Lars can only wait three days before hunting Kirk down. The band’s manager holds most of the group’s secrets, and a “don’t tell Lars” policy means Lars isn’t cracking that proverbial safe. He enlists the help of James and Jason, who have plenty of free time now that Metallica’s next few shows are cancelled due to “health concerns.”

James is able to sweet-talk their manager, who lets it slip that Kirk boarded a plane for Tijuana three days ago. There were no arrangements made for a return trip. So Kirk is probably still there.

“We’re fucking going,” Lars says to James and Jason.

“No, you’re going,” James says. “If all three of us show up, it’s gonna look like an ambush.”

“Or like a family who cares about our friend’s well-being?”

“This isn’t about the band,” Jason says. “This is between you and Kirk.”

Lars hears the implication loud and clear: We didn’t fuck this up. You did.

Lars has no clue how the hell he’s going to find Kirk, but he’ll figure something out. Sink or swim.

Lars makes the trip to Tijuana on his own and uses the power of celebrity (and the almighty dollar) to bolster his search. He explores downtown, drinking and chatting with fans in hopes of gaining a lead. He checks nearby hotels, bartering cash for information from the desk clerks. None of them have seen Kirk.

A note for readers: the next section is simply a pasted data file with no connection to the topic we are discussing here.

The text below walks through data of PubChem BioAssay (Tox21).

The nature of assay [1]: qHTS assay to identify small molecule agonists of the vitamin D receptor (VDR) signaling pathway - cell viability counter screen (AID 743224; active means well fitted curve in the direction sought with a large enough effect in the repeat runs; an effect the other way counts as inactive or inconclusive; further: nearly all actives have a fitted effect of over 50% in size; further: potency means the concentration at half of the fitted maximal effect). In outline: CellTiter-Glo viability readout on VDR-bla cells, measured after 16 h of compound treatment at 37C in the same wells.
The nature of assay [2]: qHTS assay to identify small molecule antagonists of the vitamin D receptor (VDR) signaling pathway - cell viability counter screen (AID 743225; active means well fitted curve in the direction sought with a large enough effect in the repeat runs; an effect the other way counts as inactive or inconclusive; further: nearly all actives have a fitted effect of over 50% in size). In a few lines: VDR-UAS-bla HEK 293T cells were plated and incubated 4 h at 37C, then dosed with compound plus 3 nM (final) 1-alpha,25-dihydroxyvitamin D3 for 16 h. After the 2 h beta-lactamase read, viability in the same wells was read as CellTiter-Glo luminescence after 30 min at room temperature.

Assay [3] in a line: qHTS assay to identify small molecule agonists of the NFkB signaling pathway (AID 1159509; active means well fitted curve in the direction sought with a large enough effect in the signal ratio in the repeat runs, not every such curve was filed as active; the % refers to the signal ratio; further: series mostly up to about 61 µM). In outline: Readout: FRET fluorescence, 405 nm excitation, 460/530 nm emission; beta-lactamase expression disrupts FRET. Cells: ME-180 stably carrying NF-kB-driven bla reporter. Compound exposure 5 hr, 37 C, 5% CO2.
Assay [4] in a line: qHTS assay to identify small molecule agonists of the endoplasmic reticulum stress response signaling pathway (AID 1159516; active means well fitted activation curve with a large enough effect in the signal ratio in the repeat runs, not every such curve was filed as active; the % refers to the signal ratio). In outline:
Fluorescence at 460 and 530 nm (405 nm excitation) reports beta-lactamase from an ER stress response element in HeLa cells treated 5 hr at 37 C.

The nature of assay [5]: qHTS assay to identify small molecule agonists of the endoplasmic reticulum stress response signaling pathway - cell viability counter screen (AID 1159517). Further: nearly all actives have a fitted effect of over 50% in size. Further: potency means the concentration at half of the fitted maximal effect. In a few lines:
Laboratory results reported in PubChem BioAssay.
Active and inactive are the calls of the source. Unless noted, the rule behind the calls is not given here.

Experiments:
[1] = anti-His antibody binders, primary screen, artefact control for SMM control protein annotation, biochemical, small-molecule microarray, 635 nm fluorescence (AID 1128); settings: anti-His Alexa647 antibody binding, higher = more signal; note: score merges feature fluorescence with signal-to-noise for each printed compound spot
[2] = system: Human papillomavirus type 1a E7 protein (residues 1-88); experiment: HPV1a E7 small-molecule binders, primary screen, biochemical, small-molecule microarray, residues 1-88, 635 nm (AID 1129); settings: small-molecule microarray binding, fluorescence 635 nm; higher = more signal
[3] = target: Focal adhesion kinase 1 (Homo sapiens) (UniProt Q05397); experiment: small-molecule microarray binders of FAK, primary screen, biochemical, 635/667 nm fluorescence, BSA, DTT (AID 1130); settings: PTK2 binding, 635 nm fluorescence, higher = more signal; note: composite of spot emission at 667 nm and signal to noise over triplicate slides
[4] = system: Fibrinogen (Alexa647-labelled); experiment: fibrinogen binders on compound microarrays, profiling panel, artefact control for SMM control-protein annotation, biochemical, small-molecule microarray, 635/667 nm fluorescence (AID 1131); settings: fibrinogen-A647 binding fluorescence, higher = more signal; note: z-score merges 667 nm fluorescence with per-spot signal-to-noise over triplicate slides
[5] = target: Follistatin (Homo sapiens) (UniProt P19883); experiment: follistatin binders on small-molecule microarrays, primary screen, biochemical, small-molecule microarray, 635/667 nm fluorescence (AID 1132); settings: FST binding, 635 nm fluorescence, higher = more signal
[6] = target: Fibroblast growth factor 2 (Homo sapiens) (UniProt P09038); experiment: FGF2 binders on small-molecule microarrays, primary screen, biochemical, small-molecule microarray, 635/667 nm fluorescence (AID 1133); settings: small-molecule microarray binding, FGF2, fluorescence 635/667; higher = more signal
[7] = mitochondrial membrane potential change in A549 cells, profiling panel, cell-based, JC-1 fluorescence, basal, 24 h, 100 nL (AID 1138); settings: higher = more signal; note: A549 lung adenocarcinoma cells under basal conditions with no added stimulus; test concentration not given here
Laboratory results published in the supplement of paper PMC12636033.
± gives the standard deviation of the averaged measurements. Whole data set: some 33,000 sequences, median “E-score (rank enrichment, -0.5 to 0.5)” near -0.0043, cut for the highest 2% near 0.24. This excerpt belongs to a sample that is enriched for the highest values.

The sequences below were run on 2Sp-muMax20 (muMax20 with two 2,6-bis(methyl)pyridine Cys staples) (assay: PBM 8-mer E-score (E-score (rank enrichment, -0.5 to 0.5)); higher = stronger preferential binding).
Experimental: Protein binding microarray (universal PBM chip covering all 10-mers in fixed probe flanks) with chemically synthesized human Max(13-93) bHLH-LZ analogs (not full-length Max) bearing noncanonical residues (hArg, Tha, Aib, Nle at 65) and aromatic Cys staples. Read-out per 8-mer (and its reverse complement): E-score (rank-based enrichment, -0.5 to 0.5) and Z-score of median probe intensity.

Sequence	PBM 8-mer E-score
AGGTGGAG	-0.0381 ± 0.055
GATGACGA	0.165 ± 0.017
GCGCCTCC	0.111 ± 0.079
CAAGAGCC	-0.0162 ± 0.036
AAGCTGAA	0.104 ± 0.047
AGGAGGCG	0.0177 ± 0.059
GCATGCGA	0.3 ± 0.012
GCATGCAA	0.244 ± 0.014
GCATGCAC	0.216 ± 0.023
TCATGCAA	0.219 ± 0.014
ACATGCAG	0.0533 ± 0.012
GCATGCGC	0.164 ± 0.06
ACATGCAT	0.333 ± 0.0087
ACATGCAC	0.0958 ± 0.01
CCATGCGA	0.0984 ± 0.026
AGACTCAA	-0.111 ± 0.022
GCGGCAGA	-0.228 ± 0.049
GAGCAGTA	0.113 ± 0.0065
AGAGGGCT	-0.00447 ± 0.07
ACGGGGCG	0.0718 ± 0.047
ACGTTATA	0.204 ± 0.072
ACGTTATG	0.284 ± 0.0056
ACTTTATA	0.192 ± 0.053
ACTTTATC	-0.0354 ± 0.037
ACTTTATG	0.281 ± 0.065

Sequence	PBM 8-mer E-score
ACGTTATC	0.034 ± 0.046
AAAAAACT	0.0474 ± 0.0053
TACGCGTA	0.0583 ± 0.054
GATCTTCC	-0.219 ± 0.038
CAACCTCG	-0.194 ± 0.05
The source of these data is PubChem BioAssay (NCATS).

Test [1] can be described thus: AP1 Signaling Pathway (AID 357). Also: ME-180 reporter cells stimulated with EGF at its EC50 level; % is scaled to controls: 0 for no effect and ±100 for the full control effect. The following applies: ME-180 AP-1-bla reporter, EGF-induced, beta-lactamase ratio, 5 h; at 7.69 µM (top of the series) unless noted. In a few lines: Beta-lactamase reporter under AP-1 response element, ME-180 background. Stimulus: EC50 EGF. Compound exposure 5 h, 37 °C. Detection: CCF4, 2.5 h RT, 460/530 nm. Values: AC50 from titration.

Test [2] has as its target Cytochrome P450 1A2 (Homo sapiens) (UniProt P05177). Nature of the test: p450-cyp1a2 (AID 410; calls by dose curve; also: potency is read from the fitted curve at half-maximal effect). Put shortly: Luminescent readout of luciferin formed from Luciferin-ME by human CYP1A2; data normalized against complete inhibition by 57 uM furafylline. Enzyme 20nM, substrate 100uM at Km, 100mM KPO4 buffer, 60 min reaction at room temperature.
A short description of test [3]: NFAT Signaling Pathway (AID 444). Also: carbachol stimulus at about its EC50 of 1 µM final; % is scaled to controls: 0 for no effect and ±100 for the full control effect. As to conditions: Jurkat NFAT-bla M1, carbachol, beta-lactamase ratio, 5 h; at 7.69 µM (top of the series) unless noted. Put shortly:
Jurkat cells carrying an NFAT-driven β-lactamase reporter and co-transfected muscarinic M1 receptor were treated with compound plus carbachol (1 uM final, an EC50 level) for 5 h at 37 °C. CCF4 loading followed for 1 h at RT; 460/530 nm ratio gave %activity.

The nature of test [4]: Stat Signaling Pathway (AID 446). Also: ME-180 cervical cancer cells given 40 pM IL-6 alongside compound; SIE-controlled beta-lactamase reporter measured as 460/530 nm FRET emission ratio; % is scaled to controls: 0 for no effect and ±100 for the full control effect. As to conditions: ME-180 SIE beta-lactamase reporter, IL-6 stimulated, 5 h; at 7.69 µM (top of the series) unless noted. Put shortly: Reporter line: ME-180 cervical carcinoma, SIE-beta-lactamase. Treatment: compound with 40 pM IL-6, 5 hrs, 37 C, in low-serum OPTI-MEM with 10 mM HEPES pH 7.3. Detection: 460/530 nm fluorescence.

Disheartened, Lars stops in a bar as the sun begins to descend. He drinks a few margaritas and commiserates with the bartender, who happens to be a metal fan.

“Is Metallica doing a show here?” the bartender asks in Spanish.

Lars only speaks two languages fluently, and Spanish isn’t one of them, but he knows enough to converse, albeit clumsily. “No, I’m looking for Kirk. He wants to leave the band. I’m trying to change his mind.”

“Oh! So that’s why — My sister said she saw him at the Lucerna. She waits tables at one of the restaurants there.” The bartender observes Lars’ wide-eyed expression. “I know, confidentiality, but she knows I’m a fan, so — ”

“Where? Give me the address, please!”

“Sure, sure!” The bartender scribbles the address onto a napkin and slides it to Lars. “He might have left, but I hope this helps.”

Lars thanks him profusely and leaves a sizable tip.

The hotel is elegant and massive, with palm trees and a water fountain out front. Lars feels only peace as he pushes through the glass entrance doors and steps inside, as if something inside Kirk calls to him. Maybe Kirk changed his mind about removing the mark and decided to take a relaxing vacation before deciding his fate with the band.